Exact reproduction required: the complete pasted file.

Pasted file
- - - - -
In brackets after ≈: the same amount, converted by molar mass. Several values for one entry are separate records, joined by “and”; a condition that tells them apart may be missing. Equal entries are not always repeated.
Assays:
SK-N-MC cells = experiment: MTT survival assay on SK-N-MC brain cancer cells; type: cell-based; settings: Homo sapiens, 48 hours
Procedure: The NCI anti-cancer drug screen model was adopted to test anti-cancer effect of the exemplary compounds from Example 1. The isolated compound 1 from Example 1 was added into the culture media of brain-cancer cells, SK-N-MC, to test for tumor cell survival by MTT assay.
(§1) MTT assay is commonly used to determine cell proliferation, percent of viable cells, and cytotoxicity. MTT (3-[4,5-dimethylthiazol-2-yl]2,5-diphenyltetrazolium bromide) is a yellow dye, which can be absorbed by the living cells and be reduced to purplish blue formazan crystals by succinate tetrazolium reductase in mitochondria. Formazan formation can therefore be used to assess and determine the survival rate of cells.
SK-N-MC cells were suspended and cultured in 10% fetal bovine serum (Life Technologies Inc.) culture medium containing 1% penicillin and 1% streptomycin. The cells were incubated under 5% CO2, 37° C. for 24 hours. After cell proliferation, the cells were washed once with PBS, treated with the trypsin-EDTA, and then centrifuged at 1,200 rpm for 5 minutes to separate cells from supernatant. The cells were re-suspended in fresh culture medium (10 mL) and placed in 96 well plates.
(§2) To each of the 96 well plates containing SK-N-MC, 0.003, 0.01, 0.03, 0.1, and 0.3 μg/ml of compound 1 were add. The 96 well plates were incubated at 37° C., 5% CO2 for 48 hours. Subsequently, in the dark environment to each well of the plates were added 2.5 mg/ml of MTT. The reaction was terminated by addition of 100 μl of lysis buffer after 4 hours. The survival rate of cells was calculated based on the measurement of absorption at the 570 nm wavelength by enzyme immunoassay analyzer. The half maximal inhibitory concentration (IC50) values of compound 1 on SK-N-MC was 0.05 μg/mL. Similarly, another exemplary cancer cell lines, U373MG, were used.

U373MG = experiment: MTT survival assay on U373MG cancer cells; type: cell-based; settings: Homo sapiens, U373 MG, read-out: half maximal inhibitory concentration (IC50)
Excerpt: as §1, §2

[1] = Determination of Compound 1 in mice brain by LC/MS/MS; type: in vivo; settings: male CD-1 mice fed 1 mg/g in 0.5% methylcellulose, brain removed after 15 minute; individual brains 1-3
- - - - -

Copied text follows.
In brackets after ≈: the same amount, converted by molar mass. Several values for one entry are separate records, joined by “and”; a condition that tells them apart may be missing. Equal entries are not always repeated.
Assays:
SK-N-MC cells = experiment: MTT survival assay on SK-N-MC brain cancer cells; type: cell-based; settings: Homo sapiens, 48 hours
Procedure: The NCI anti-cancer drug screen model was adopted to test anti-cancer effect of the exemplary compounds from Example 1. The isolated compound 1 from Example 1 was added into the culture media of brain-cancer cells, SK-N-MC, to test for tumor cell survival by MTT assay.
(§1) MTT assay is commonly used to determine cell proliferation, percent of viable cells, and cytotoxicity. MTT (3-[4,5-dimethylthiazol-2-yl]2,5-diphenyltetrazolium bromide) is a yellow dye, which can be absorbed by the living cells and be reduced to purplish blue formazan crystals by succinate tetrazolium reductase in mitochondria. Formazan formation can therefore be used to assess and determine the survival rate of cells.
SK-N-MC cells were suspended and cultured in 10% fetal bovine serum (Life Technologies Inc.) culture medium containing 1% penicillin and 1% streptomycin. The cells were incubated under 5% CO2, 37° C. for 24 hours. After cell proliferation, the cells were washed once with PBS, treated with the trypsin-EDTA, and then centrifuged at 1,200 rpm for 5 minutes to separate cells from supernatant. The cells were re-suspended in fresh culture medium (10 mL) and placed in 96 well plates.
(§2) To each of the 96 well plates containing SK-N-MC, 0.003, 0.01, 0.03, 0.1, and 0.3 μg/ml of compound 1 were add. The 96 well plates were incubated at 37° C., 5% CO2 for 48 hours. Subsequently, in the dark environment to each well of the plates were added 2.5 mg/ml of MTT. The reaction was terminated by addition of 100 μl of lysis buffer after 4 hours. The survival rate of cells was calculated based on the measurement of absorption at the 570 nm wavelength by enzyme immunoassay analyzer. The half maximal inhibitory concentration (IC50) values of compound 1 on SK-N-MC was 0.05 μg/mL. Similarly, another exemplary cancer cell lines, U373MG, were used.

U373MG = experiment: MTT survival assay on U373MG cancer cells; type: cell-based; settings: Homo sapiens, U373 MG, read-out: half maximal inhibitory concentration (IC50)
Excerpt: as §1, §2

[1] = Determination of Compound 1 in mice brain by LC/MS/MS; type: in vivo; settings: male CD-1 mice fed 1 mg/g in 0.5% methylcellulose, brain removed after 15 minute; individual brains 1-3